Updates in the Law
Often unsecured creditors in a Ch. 11 bankruptcy case do not get actively involved in the case because they are not in a strong position to recover significant amounts on their claims since their claims are not secured by liens. They also usually do not hire attorneys to pursue their rights in bankruptcy, especially if their claims are not large, because they believe the amount of legal fees will outweigh any benefit they might receive from the representation. It is for these reasons that the Bankruptcy Code allows for the creation and appointment of an Unsecured Creditors’ Committee (“Creditors’ Committee”) in standard Ch. 11 cases to represent the interest of all unsecured creditors in the bankruptcy case.
The following are some facts which you should know about appointment and operation of Creditor Committees in Ch. 11:
However, the United States Trustee may choose not to appoint these types of creditors to serve on the Creditors’ Committee if it does not believe that they are representative of the Debtor’s unsecured creditor class. Id. Common sense applies on appointments to a Creditors’ Committee. For example, if a creditor has a claim that is 95% secured and 5% unsecured, that creditor will almost certainly not be appointed to an Unsecured Creditors’ Committee.
a. Consult with the debtor in possession (or trustee) concerning the administration of the case
b. Investigate the acts, conduct, assets, liabilities, and financial condition of the debtor
c. Investigate the operation of the debtor’s business and the desirability of the continuance of such business
d. Investigate any matters relevant to the formulation of a plan
e. Participate in the formulation of a plan, advise those represented by such committee of such committee’s determinations as to any plan formulated, and collect and file with the court acceptances or rejections of a plan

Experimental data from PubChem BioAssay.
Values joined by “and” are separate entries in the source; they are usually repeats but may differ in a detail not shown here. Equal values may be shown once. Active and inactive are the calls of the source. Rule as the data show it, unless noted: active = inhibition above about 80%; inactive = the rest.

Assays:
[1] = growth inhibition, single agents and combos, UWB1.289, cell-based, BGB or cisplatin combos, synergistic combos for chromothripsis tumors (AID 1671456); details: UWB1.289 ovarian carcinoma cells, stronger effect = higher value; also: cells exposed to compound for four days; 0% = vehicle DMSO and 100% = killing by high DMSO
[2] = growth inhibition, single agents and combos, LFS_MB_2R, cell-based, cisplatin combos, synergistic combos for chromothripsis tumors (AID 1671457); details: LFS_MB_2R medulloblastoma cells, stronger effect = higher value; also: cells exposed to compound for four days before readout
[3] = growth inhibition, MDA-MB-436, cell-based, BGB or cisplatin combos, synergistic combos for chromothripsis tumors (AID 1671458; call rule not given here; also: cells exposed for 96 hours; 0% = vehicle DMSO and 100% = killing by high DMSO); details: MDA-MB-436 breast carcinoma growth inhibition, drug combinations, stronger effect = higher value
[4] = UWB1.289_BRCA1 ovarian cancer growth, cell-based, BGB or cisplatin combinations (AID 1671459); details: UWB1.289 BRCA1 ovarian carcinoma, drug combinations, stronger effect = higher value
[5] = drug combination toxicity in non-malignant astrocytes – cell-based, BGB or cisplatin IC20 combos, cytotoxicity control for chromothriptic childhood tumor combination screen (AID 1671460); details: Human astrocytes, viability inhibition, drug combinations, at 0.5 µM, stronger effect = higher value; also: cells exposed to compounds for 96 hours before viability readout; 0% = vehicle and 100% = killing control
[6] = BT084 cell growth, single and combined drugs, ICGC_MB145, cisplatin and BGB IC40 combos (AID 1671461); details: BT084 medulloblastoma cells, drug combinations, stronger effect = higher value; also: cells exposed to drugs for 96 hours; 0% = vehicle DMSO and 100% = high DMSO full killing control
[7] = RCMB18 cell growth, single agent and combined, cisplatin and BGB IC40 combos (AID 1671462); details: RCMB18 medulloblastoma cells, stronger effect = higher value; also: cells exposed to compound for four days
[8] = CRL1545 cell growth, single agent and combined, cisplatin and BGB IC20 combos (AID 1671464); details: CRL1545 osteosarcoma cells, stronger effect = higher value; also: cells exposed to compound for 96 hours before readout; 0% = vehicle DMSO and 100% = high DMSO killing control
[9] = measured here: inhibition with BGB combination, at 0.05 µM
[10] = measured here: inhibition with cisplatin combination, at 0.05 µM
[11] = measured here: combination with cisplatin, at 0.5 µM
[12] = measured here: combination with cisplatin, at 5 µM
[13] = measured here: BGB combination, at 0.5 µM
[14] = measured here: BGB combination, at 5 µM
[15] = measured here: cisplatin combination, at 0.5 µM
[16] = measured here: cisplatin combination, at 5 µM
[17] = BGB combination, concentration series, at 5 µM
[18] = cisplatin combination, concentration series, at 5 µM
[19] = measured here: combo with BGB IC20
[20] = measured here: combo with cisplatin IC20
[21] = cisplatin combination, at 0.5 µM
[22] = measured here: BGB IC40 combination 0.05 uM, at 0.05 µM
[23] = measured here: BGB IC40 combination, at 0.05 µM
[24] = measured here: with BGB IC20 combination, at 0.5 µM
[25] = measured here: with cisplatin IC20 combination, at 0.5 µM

f. Request the appointment of a trustee or examiner
g. Review and possibly object to any applications for administrative expenses, including but not limited to professional fees
h. Negotiate executive compensation issues
i. Negotiate bid procedures in a proposed sale of substantially all the assets of the estate
j. Acquire the right to pursue avoidance and other chapter 5 claims or other claims on behalf of the estate, and
k. Investigate the legitimacy of pre-petition secured debt
11 U.S.C. §1103(c); U.S. Trustee Program and Policy and Practices Manuel, Ch. 11 Administration, Section 3-4.3 et seq. (Feb. 2020)
If you ever have any questions about Creditors’ Committees in a Ch. 11, please feel free to contact Sam King. Also, our firm has experienced, highly qualified attorneys who are able to effectively represent a Creditors’ Committee in a Ch. 11 case to assist it in maximizing the return on unsecured creditor claims. If you are on a Creditors’ Committee and are interested in retaining legal counsel for the Committee, please contact us.